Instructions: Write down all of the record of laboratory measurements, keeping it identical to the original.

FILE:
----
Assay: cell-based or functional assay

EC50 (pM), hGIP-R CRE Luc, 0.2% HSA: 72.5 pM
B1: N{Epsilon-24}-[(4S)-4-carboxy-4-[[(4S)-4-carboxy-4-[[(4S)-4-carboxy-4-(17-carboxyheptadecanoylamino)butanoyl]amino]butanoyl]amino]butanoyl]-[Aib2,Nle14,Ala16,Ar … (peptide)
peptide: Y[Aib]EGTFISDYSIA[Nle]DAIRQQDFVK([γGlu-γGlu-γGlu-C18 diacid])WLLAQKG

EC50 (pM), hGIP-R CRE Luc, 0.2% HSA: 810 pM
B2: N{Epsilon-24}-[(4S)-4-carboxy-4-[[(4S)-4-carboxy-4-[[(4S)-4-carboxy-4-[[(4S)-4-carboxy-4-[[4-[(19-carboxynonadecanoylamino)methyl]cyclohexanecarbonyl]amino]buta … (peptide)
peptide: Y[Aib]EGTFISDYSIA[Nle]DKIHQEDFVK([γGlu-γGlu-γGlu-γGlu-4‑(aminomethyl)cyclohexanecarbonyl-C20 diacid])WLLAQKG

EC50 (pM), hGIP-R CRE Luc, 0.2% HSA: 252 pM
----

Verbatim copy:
Assay: cell-based or functional assay

EC50 (pM), hGIP-R CRE Luc, 0.2% HSA: 72.5 pM
B1: N{Epsilon-24}-[(4S)-4-carboxy-4-[[(4S)-4-carboxy-4-[[(4S)-4-carboxy-4-(17-carboxyheptadecanoylamino)butanoyl]amino]butanoyl]amino]butanoyl]-[Aib2,Nle14,Ala16,Ar … (peptide)
peptide: Y[Aib]EGTFISDYSIA[Nle]DAIRQQDFVK([γGlu-γGlu-γGlu-C18 diacid])WLLAQKG

EC50 (pM), hGIP-R CRE Luc, 0.2% HSA: 810 pM
B2: N{Epsilon-24}-[(4S)-4-carboxy-4-[[(4S)-4-carboxy-4-[[(4S)-4-carboxy-4-[[(4S)-4-carboxy-4-[[4-[(19-carboxynonadecanoylamino)methyl]cyclohexanecarbonyl]amino]buta … (peptide)
peptide: Y[Aib]EGTFISDYSIA[Nle]DKIHQEDFVK([γGlu-γGlu-γGlu-γGlu-4‑(aminomethyl)cyclohexanecarbonyl-C20 diacid])WLLAQKG

EC50 (pM), hGIP-R CRE Luc, 0.2% HSA: 252 pM